"Include what you use" means this: for every symbol (type, function, variable, or macro) that you use in foo.cc (or foo.cpp), either foo.cc or foo.h should include a .h file that exports the declaration of that symbol. (Similarly, for foo_test.cc, either foo_test.cc or foo.h should do the including.) Obviously symbols defined in foo.cc itself are excluded from this requirement. This puts us in a state where every file includes the headers it needs to declare the symbols that it uses. When every file includes what it uses, then it is possible to edit any file and remove unused headers, without fear of accidentally breaking the upwards dependencies of that file. It also becomes easy to automatically track and update dependencies in the source code.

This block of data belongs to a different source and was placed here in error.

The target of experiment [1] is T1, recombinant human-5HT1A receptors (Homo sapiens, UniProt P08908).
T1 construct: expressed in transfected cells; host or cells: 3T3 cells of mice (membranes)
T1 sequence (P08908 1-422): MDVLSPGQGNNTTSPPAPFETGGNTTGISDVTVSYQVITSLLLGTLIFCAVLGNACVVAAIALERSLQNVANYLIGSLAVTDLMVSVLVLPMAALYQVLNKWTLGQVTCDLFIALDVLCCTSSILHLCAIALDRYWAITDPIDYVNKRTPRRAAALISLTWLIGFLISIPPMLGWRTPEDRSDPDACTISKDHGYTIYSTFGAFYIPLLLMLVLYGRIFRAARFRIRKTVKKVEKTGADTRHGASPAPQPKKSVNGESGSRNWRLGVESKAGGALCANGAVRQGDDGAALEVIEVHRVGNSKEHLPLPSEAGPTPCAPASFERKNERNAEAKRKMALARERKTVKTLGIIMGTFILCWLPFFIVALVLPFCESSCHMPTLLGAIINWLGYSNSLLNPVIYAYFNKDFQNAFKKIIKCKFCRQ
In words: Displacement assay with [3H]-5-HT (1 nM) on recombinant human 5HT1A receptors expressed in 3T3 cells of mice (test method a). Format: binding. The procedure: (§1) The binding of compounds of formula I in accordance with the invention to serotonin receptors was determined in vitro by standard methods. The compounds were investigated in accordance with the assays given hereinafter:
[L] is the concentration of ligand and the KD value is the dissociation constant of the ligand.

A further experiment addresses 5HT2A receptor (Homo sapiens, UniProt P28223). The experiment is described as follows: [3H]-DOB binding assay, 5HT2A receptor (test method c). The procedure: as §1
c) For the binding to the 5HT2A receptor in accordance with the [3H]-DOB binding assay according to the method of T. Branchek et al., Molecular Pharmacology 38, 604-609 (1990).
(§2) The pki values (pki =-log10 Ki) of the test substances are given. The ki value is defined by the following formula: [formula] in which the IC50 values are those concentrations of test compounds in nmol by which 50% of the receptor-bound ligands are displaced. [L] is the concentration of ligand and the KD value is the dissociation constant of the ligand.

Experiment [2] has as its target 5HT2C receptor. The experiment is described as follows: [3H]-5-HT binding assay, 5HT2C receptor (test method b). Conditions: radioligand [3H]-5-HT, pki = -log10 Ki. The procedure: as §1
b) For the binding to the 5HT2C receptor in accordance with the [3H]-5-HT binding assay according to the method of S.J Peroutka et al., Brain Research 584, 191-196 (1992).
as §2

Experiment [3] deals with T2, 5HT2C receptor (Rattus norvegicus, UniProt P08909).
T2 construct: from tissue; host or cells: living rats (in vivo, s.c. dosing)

|include-what-you-use||analyze includes in C and C++ source files.|